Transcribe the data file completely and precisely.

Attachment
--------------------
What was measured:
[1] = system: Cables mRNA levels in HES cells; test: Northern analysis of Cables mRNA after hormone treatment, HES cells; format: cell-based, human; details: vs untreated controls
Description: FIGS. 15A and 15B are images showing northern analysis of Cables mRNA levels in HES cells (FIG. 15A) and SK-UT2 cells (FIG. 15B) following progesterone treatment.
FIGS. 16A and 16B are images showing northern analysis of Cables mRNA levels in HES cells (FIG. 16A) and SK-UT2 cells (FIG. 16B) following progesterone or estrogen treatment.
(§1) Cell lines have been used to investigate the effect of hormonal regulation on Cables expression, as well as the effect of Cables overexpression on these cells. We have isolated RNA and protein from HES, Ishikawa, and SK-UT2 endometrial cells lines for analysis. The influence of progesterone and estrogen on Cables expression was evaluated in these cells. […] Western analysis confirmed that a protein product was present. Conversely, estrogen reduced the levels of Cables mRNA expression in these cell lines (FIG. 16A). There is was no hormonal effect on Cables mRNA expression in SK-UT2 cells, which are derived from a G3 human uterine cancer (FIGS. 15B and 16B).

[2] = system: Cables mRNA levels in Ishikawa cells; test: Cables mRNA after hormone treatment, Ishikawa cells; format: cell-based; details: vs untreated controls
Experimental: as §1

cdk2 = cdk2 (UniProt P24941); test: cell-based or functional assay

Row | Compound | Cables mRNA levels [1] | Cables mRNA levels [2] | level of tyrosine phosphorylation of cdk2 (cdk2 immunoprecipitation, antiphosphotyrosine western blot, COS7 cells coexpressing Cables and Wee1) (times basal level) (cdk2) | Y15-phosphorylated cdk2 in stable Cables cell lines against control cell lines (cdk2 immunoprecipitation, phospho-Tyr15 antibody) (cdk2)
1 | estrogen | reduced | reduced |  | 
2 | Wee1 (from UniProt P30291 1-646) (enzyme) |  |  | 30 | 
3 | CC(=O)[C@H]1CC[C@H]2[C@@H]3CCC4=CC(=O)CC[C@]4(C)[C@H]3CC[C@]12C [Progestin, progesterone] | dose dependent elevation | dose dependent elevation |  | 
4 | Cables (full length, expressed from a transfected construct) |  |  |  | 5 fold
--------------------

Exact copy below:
What was measured:
[1] = system: Cables mRNA levels in HES cells; test: Northern analysis of Cables mRNA after hormone treatment, HES cells; format: cell-based, human; details: vs untreated controls
Description: FIGS. 15A and 15B are images showing northern analysis of Cables mRNA levels in HES cells (FIG. 15A) and SK-UT2 cells (FIG. 15B) following progesterone treatment.
FIGS. 16A and 16B are images showing northern analysis of Cables mRNA levels in HES cells (FIG. 16A) and SK-UT2 cells (FIG. 16B) following progesterone or estrogen treatment.
(§1) Cell lines have been used to investigate the effect of hormonal regulation on Cables expression, as well as the effect of Cables overexpression on these cells. We have isolated RNA and protein from HES, Ishikawa, and SK-UT2 endometrial cells lines for analysis. The influence of progesterone and estrogen on Cables expression was evaluated in these cells. […] Western analysis confirmed that a protein product was present. Conversely, estrogen reduced the levels of Cables mRNA expression in these cell lines (FIG. 16A). There is was no hormonal effect on Cables mRNA expression in SK-UT2 cells, which are derived from a G3 human uterine cancer (FIGS. 15B and 16B).

[2] = system: Cables mRNA levels in Ishikawa cells; test: Cables mRNA after hormone treatment, Ishikawa cells; format: cell-based; details: vs untreated controls
Experimental: as §1

cdk2 = cdk2 (UniProt P24941); test: cell-based or functional assay

Row | Compound | Cables mRNA levels [1] | Cables mRNA levels [2] | level of tyrosine phosphorylation of cdk2 (cdk2 immunoprecipitation, antiphosphotyrosine western blot, COS7 cells coexpressing Cables and Wee1) (times basal level) (cdk2) | Y15-phosphorylated cdk2 in stable Cables cell lines against control cell lines (cdk2 immunoprecipitation, phospho-Tyr15 antibody) (cdk2)
1 | estrogen | reduced | reduced |  | 
2 | Wee1 (from UniProt P30291 1-646) (enzyme) |  |  | 30 | 
3 | CC(=O)[C@H]1CC[C@H]2[C@@H]3CCC4=CC(=O)CC[C@]4(C)[C@H]3CC[C@]12C [Progestin, progesterone] | dose dependent elevation | dose dependent elevation |  | 
4 | Cables (full length, expressed from a transfected construct) |  |  |  | 5 fold